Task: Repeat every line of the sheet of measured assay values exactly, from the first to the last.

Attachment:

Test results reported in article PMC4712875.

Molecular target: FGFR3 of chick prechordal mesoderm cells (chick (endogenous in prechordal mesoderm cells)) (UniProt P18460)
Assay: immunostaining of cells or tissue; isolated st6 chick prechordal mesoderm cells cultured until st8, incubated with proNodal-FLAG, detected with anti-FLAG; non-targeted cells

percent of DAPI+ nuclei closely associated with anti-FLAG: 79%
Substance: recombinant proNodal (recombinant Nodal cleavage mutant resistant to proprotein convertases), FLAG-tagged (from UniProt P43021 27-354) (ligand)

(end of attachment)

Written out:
Test results reported in article PMC4712875.

Molecular target: FGFR3 of chick prechordal mesoderm cells (chick (endogenous in prechordal mesoderm cells)) (UniProt P18460)
Assay: immunostaining of cells or tissue; isolated st6 chick prechordal mesoderm cells cultured until st8, incubated with proNodal-FLAG, detected with anti-FLAG; non-targeted cells

percent of DAPI+ nuclei closely associated with anti-FLAG: 79%
Substance: recombinant proNodal (recombinant Nodal cleavage mutant resistant to proprotein convertases), FLAG-tagged (from UniProt P43021 27-354) (ligand)